This leads us to the second problem: the implementation commits to many technical details and only works in precisely this context. *Algorithm A-1* only requires that matrix *A* is symmetric positive-definite, but it does not demand a certain storage scheme, even less a specific matrix. Herbert implemented the algorithm for a matrix that represents a discretized 1D Poisson equation. Programming at such a low abstraction level requires modifications every time we have other data or other formats.

The matrix and its format are not the only details the code commits to. What if we want to compute in lower (float) or higher (long double) precision? Or solve a complex linear system? For every such new CG application, we need a new implementation. Needless to say, running on parallel computers or exploring GPGPU (General-Purpose Graphic Processing Units) acceleration needs reimplementations as well. Much worse, every combination of the above needs a new implementation.

Some readers might think: “It is only one function of 20 or 30 lines. Rewriting this little function, how much work can this be? And we do not introduce new matrix formats or computer architectures every month.” Certainly true, but in some sense it is putting the cart before the horse. Because of such inflexible and detail-obsessed programming style, many scientific applications grew into the hundred thousands and millions of lines of code. Once an application or library reaches such a monstrous size, it is arduous to modify features of the software and it is only rarely done. The road to success is starting software from a higher level of abstraction from the beginning, even when it is more work initially.

The last major disadvantage is how prone the code is to errors. All arguments are given as pointers, and the size of the underlying arrays is given as an extra argument. We as programmers of function cg can only hope that the caller did everything right because we have no way to verify it. If the user does not allocate enough memory (or does not allocate it at all), the execution will crash at some more or less random position or, even worse, will generate some nonsensical results because data and even the machine code of our program can be randomly overwritten. Good programmers avoid such fragile interfaces because the slightest mistake can have catastrophic consequences, and the program errors are extremely difficult to locate. Unfortunately, even recently released and widely used software is written in this manner, either for backward compatibility to C and Fortran or because it is written in one of these two languages. Or the developers are just resistant to any progress in software development. In fact, the implementation above is C and not C++. If this is how you like software, you probably will not like this book.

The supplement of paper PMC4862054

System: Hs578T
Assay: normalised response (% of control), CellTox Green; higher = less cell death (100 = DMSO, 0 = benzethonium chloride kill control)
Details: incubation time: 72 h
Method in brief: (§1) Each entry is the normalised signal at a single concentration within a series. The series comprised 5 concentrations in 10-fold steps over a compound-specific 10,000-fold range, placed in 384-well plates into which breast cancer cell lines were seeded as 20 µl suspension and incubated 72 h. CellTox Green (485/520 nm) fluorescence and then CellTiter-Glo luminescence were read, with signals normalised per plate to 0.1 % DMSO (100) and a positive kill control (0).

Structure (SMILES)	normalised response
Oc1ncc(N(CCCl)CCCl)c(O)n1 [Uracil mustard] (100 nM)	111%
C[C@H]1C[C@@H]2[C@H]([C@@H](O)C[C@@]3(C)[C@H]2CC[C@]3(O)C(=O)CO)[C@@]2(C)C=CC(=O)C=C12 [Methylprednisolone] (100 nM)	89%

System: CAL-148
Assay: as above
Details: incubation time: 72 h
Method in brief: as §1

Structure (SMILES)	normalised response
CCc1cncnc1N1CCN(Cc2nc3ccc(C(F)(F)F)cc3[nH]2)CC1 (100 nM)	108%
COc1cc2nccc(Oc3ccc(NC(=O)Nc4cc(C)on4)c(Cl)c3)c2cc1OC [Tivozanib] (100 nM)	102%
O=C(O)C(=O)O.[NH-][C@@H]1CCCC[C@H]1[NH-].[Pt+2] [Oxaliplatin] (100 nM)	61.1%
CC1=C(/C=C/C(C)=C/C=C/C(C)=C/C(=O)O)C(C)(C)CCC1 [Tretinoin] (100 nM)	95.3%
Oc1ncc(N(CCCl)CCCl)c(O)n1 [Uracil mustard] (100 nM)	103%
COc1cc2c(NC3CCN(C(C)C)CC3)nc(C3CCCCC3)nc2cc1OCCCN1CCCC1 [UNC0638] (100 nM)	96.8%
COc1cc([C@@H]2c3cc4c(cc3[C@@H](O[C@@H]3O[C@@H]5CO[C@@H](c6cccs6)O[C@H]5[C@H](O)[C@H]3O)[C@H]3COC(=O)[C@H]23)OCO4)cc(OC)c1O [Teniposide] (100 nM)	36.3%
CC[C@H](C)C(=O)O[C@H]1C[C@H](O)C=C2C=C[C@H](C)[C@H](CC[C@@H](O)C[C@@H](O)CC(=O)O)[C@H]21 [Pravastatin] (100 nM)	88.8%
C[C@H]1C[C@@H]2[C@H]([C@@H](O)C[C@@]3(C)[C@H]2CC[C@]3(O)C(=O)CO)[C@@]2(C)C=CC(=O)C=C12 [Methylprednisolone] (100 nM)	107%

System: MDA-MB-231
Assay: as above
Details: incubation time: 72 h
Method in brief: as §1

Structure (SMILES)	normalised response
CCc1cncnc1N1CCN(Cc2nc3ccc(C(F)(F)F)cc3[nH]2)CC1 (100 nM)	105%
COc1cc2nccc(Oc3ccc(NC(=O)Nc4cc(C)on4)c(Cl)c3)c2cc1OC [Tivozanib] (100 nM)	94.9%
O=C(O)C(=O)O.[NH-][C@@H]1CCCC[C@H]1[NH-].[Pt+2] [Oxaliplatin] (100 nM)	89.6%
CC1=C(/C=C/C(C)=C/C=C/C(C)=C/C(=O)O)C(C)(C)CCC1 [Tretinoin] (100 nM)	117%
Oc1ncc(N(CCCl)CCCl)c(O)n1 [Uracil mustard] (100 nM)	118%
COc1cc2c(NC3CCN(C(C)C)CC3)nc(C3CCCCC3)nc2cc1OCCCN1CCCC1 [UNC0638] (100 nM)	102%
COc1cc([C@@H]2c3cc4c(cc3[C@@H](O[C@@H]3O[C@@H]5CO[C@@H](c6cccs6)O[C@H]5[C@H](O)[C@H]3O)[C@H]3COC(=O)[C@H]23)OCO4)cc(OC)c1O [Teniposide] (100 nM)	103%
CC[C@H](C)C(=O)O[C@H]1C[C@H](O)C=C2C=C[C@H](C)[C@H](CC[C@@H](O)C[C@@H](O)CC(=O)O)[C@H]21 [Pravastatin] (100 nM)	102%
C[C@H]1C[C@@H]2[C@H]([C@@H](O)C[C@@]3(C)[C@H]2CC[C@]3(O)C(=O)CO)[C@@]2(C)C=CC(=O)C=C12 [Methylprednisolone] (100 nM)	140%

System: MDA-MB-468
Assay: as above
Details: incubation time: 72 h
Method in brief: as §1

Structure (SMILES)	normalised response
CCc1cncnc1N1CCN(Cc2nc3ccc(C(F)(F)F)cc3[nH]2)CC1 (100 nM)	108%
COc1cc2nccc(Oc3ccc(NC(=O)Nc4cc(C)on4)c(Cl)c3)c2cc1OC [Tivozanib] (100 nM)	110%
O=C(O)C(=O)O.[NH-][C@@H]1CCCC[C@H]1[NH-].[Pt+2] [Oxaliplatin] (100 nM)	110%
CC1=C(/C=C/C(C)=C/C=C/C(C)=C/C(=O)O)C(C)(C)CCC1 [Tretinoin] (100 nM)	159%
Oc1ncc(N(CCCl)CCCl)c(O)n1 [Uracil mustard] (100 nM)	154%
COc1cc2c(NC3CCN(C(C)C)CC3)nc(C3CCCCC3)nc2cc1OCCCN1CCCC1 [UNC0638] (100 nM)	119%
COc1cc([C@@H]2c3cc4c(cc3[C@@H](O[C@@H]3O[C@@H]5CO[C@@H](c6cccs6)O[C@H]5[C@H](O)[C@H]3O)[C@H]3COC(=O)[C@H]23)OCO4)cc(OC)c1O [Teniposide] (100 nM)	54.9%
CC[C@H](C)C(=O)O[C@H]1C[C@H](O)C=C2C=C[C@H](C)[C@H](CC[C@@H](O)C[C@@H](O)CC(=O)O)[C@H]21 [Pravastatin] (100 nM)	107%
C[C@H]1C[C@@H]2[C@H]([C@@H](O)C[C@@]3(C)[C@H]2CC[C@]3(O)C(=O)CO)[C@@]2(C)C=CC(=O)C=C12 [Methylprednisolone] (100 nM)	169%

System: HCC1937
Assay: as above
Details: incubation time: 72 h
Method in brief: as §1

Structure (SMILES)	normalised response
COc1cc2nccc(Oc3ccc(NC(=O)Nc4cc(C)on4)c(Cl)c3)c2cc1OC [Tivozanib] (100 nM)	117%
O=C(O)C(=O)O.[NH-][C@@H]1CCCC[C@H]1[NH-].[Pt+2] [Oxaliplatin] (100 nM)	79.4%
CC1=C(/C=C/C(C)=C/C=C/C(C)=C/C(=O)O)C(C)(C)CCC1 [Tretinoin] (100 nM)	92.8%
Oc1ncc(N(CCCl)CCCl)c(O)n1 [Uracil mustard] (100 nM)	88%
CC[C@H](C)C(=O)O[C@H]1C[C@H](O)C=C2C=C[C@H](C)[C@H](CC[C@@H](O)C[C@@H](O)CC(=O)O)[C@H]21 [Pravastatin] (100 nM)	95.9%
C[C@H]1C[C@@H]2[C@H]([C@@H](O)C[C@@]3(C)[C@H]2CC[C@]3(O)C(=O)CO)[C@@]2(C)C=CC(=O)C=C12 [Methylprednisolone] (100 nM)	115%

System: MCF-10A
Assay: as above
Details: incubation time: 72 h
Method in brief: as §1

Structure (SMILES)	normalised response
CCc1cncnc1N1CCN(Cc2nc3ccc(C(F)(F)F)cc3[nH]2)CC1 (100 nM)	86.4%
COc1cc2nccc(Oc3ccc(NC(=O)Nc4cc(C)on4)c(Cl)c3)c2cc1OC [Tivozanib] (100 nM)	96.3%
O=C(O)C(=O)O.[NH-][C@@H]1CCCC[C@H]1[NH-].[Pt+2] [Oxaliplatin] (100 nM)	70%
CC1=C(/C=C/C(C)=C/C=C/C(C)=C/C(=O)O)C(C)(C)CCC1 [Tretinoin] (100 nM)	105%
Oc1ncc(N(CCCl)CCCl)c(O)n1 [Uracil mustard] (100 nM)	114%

So much about software we do not like. In *Listing A–2*, we show a version that comes much closer to our ideal.

**Listing A–2: High-abstraction implementation of CG**

template < typename Matrix, typename Vector,

typename Preconditioner >

int conjugate_gradient(const Matrix& A, Vector& x, const Vector& b,

const Preconditioner& L, const double& eps)

{

typedef typename Collection<Vector>::value_type Scalar;

Scalar rho= 0, rho_1= 0, alpha= 0;

Vector p(resource (x)), q(resource(x)), r(resource(x)),

z(resource(x));

r= b - A * x;

int iter = 0 ;

while (one_norm(size, r) >= eps) {

prec( r, z );

rho = dot(r, z);

if (iter.first())

p = z;

else

p = z + (rho / rho_1) * p;

q= A * p;

alpha = rho / dot (p, q);

x += alpha * p;

r -= alpha * q;

rho_1 = rho;

++iter;

}

return iter;

}

int main (int argc, char* argv[])

{

// initiate A, x, and b

conjugate_gradient(A, x, b, diag_prec, 1. e-5);

return 0 ;

}

The first thing you might realize is that the CG implementation is readable without comments. As a rule of thumb, if other people’s comments look like your program sources, then you are a really good programmer. If you compare the mathematical notation in *Algorithm A-1* with *Listing A–2* you will realize that—except for the type and variable declarations at the beginning—they are identical. Some readers might think that it looks more like MATLAB or Mathematica than C++. Yes, C++ can look like this if one puts enough effort into good software.

Evidently, it is also much easier to write algorithms at this abstraction level than expressing them with low-level operations.

**The Purpose of Scientific Software**

Scientists do research. Engineers create new technology.

Excellent scientific and engineering software is expressed only in mathematical and domain-specific operations without any technical detail exposed.

At this abstraction level, scientists can focus on models and algorithms, thus being much more productive and advancing scientific discovery.

Nobody knows how many scientists are wasting how much time every year dwelling on small technical details of bad software like *Listing A–1*. Of course, the technical details have to be realized in some place but not in a scientific application. This is the worst possible location. Use a two-level approach: write your applications in terms of expressive mathematical operations, and if they do not exist, implement them separately. These mathematical operations must be carefully implemented for absolute correctness and optimal performance. What is optimal depends on how much time you can afford for tuning and on how much benefit the extra performance gives you. Investing time in your fundamental operations pays off when they are *reused* very often.